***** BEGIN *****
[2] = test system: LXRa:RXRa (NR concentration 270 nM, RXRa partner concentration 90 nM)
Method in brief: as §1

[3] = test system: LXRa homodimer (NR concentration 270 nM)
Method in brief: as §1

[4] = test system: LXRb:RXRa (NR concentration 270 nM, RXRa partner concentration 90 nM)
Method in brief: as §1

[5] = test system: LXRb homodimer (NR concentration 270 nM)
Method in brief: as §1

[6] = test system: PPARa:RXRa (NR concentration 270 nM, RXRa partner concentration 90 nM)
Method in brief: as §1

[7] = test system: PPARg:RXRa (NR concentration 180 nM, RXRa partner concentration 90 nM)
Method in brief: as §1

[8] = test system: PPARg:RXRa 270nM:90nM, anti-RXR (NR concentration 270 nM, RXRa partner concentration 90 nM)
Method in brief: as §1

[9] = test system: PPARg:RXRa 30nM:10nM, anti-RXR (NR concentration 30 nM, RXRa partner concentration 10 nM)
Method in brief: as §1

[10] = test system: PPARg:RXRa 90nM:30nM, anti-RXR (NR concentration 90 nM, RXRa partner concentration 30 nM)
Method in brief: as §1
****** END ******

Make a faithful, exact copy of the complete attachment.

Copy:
[2] = test system: LXRa:RXRa (NR concentration 270 nM, RXRa partner concentration 90 nM)
Method in brief: as §1

[3] = test system: LXRa homodimer (NR concentration 270 nM)
Method in brief: as §1

[4] = test system: LXRb:RXRa (NR concentration 270 nM, RXRa partner concentration 90 nM)
Method in brief: as §1

[5] = test system: LXRb homodimer (NR concentration 270 nM)
Method in brief: as §1

[6] = test system: PPARa:RXRa (NR concentration 270 nM, RXRa partner concentration 90 nM)
Method in brief: as §1

[7] = test system: PPARg:RXRa (NR concentration 180 nM, RXRa partner concentration 90 nM)
Method in brief: as §1

[8] = test system: PPARg:RXRa 270nM:90nM, anti-RXR (NR concentration 270 nM, RXRa partner concentration 90 nM)
Method in brief: as §1

[9] = test system: PPARg:RXRa 30nM:10nM, anti-RXR (NR concentration 30 nM, RXRa partner concentration 10 nM)
Method in brief: as §1

[10] = test system: PPARg:RXRa 90nM:30nM, anti-RXR (NR concentration 90 nM, RXRa partner concentration 30 nM)
Method in brief: as §1